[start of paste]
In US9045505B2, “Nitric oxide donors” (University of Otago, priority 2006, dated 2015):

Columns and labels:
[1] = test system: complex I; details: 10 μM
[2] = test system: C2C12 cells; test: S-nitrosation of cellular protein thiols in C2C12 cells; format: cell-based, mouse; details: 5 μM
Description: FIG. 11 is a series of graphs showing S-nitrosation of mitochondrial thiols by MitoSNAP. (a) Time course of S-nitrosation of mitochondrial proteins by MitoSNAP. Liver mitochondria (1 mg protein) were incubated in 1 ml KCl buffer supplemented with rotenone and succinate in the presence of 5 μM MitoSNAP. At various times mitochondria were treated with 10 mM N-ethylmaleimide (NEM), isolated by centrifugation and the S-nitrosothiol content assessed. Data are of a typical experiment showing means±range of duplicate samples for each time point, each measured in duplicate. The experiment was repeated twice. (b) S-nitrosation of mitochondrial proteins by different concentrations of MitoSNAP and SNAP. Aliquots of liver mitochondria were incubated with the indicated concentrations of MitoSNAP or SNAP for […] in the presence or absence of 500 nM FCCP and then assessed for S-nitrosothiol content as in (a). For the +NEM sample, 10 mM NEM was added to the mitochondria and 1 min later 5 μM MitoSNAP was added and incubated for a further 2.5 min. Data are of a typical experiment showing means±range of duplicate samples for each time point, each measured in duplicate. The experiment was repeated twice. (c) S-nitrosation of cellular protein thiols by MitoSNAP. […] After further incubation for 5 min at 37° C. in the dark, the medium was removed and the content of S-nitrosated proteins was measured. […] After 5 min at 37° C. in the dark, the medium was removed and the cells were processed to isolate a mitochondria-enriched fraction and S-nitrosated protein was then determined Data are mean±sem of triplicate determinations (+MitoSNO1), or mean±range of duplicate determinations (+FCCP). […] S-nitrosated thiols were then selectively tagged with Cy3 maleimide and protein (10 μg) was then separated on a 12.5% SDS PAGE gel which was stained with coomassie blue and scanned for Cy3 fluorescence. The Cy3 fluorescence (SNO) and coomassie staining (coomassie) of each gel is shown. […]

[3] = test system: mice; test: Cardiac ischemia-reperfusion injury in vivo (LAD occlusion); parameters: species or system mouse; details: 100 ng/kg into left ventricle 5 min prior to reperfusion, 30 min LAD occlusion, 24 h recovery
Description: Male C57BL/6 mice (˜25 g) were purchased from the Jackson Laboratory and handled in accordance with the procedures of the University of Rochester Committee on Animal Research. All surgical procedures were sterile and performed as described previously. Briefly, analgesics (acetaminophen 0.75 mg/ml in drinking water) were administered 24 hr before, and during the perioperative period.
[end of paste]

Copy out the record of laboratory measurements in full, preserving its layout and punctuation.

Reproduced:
In US9045505B2, “Nitric oxide donors” (University of Otago, priority 2006, dated 2015):

Columns and labels:
[1] = test system: complex I; details: 10 μM
[2] = test system: C2C12 cells; test: S-nitrosation of cellular protein thiols in C2C12 cells; format: cell-based, mouse; details: 5 μM
Description: FIG. 11 is a series of graphs showing S-nitrosation of mitochondrial thiols by MitoSNAP. (a) Time course of S-nitrosation of mitochondrial proteins by MitoSNAP. Liver mitochondria (1 mg protein) were incubated in 1 ml KCl buffer supplemented with rotenone and succinate in the presence of 5 μM MitoSNAP. At various times mitochondria were treated with 10 mM N-ethylmaleimide (NEM), isolated by centrifugation and the S-nitrosothiol content assessed. Data are of a typical experiment showing means±range of duplicate samples for each time point, each measured in duplicate. The experiment was repeated twice. (b) S-nitrosation of mitochondrial proteins by different concentrations of MitoSNAP and SNAP. Aliquots of liver mitochondria were incubated with the indicated concentrations of MitoSNAP or SNAP for […] in the presence or absence of 500 nM FCCP and then assessed for S-nitrosothiol content as in (a). For the +NEM sample, 10 mM NEM was added to the mitochondria and 1 min later 5 μM MitoSNAP was added and incubated for a further 2.5 min. Data are of a typical experiment showing means±range of duplicate samples for each time point, each measured in duplicate. The experiment was repeated twice. (c) S-nitrosation of cellular protein thiols by MitoSNAP. […] After further incubation for 5 min at 37° C. in the dark, the medium was removed and the content of S-nitrosated proteins was measured. […] After 5 min at 37° C. in the dark, the medium was removed and the cells were processed to isolate a mitochondria-enriched fraction and S-nitrosated protein was then determined Data are mean±sem of triplicate determinations (+MitoSNO1), or mean±range of duplicate determinations (+FCCP). […] S-nitrosated thiols were then selectively tagged with Cy3 maleimide and protein (10 μg) was then separated on a 12.5% SDS PAGE gel which was stained with coomassie blue and scanned for Cy3 fluorescence. The Cy3 fluorescence (SNO) and coomassie staining (coomassie) of each gel is shown. […]

[3] = test system: mice; test: Cardiac ischemia-reperfusion injury in vivo (LAD occlusion); parameters: species or system mouse; details: 100 ng/kg into left ventricle 5 min prior to reperfusion, 30 min LAD occlusion, 24 h recovery
Description: Male C57BL/6 mice (˜25 g) were purchased from the Jackson Laboratory and handled in accordance with the procedures of the University of Rochester Committee on Animal Research. All surgical procedures were sterile and performed as described previously. Briefly, analgesics (acetaminophen 0.75 mg/ml in drinking water) were administered 24 hr before, and during the perioperative period.